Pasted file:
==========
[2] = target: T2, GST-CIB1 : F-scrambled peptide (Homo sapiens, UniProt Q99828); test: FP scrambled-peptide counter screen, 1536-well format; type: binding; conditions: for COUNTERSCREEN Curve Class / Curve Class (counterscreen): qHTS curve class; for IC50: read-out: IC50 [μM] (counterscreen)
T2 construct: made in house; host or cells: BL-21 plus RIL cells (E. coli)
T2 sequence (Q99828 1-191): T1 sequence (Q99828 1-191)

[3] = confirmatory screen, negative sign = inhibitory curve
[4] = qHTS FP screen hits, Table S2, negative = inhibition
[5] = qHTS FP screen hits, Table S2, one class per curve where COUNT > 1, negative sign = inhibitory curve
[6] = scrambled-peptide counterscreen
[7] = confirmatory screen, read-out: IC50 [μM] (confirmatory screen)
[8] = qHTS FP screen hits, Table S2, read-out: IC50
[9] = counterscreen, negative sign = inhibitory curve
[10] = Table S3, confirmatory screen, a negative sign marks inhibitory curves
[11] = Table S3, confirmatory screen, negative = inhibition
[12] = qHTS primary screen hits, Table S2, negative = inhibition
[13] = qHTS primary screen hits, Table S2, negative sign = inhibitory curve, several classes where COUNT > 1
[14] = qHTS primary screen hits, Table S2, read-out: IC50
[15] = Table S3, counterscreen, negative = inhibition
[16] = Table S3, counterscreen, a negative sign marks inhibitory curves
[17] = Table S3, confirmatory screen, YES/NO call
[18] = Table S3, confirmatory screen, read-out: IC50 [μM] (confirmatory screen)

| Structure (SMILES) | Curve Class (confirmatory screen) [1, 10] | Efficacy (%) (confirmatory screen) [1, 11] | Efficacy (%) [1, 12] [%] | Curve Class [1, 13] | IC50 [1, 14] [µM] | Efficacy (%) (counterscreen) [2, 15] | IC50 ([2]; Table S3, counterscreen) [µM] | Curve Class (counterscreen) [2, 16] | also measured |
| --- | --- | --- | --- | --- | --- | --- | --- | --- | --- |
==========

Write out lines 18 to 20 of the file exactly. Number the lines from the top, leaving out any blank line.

[17] = Table S3, confirmatory screen, YES/NO call
[18] = Table S3, confirmatory screen, read-out: IC50 [μM] (confirmatory screen)

| Structure (SMILES) | Curve Class (confirmatory screen) [1, 10] | Efficacy (%) (confirmatory screen) [1, 11] | Efficacy (%) [1, 12] [%] | Curve Class [1, 13] | IC50 [1, 14] [µM] | Efficacy (%) (counterscreen) [2, 15] | IC50 ([2]; Table S3, counterscreen) [µM] | Curve Class (counterscreen) [2, 16] | also measured |